What happened on October 9th, 1953, is now history and a shameful blot in the history books for Great Britain led by the nose down the garden path of lies and false information. Although the Colonial Office has never officially admitted its gross and embarrassing mistake in 1953, it is common knowledge that they were ill advised by persons highly placed in B.G., and that Governor Savage, new at the job and inexperienced, showed great lack of judgment and mis-advised the Colonial Office into taking the step of suspending the Constitution.
The years 1953 to 1957 were not easy years for the P.P.P. nor for the people of B.G. These were the years when the people saw the full effects of dictatorial rule and the denial of all civil liberties. The country was ruled by the Governor and his nominated Legislators, hand-picked for the occasion. Meetings, assemblies and demonstrations were prohibited, persons were detained for months without trial, houses were raided by the police, books were banned, party members were restricted to districts. B.G. was virtually a Police State.
It was a hard time for many. It was the time of victimization – many workers who stood by the P.P.P. lost their jobs, were given trespass notices by the sugar estates. It was a hard time for the Party, for the difficult times broke down the strength of some, wore away the loyalty of others and eventually led to the split in the P.P.P. and the gross betrayal by Burnham, Latchmansingh, Jai Narine Singh and others. The remarkable thing about the whole period of 1953 to 1957 is that the Party held together and those who believed in the P.P.P. and what it stood for came out victorious. Those four years were a lesson to Guianese and it revealed to all the undaunted and courageous spirit of the P.P.P. Again, one of the outstanding contributions which the P.P.P. has given to the people of B.G. is the tradition of courage, loyalty and perseverance which it established during these four hard years. In fact, looking back, it can be seen, that this harsh period of the struggle strengthened and built the Party really stronger than it had been before. It showed up weaknesses; it gave Party leaders more understanding of the necessity for self criticism.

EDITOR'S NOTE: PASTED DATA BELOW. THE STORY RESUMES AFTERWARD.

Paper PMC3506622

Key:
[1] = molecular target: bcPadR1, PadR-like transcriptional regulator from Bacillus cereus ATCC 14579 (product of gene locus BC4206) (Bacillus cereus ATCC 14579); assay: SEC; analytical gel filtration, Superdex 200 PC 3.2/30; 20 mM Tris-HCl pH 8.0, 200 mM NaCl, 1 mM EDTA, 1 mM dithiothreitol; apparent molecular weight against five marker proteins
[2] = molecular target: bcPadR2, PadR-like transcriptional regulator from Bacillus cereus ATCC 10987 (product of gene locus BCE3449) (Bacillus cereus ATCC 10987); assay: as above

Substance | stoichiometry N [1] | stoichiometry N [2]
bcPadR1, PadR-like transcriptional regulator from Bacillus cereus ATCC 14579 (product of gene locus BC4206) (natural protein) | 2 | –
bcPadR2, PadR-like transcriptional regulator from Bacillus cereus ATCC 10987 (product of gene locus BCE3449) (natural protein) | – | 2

On the negative side these four years brought B.G. back to where it was before 1950, when racialism was rampant. The split engineered by Burnham and his clique, succeeded in a reversal of the process of bringing about cohesion of the racial groups. It meant that the P.P.P. has had to fight harder and harder to combat racialism, one of the most deadly cancers facing our society today. For that, we can thank the opportunism of some former members of the P.P.P.
THE 1957 ELECTIONS
Again those in power misjudged. They felt that the four years in the wilderness had completely destroyed the power of the PPP. They believed that the national bribery of the Interim Government, the house building, the Development Scheme, etc, had completely won over the people. They felt that the years of restricting party leaders to the narrow confines of the city and preventing their moving about, holding meetings, etc, had made them lose influence and support. So, in 1957, the Governor announced that there would be general elections and the so-called Renison Constitution was introduced.
The campaign began. The Burnhamites continued to call themselves the PPP, and so, much to the delight of the ruling clique, it seemed that the two sections of the PPP would be engaged in self destruction and the National Labour Front, darlings and spokesmen of the privileged group, would win. Then there would be no more problems in B.G. and life would continue as it had during the past 150 years, with exploitation unchallenged and no subversive talk of independence would be allowed. That was their plan, their hope. They were confident that the National Labour Front would win. They entered into the same frenzy, hysteria and lies of 1953. The newspapers informed us that the PPP (Jaganite) would win a maximum of two seats.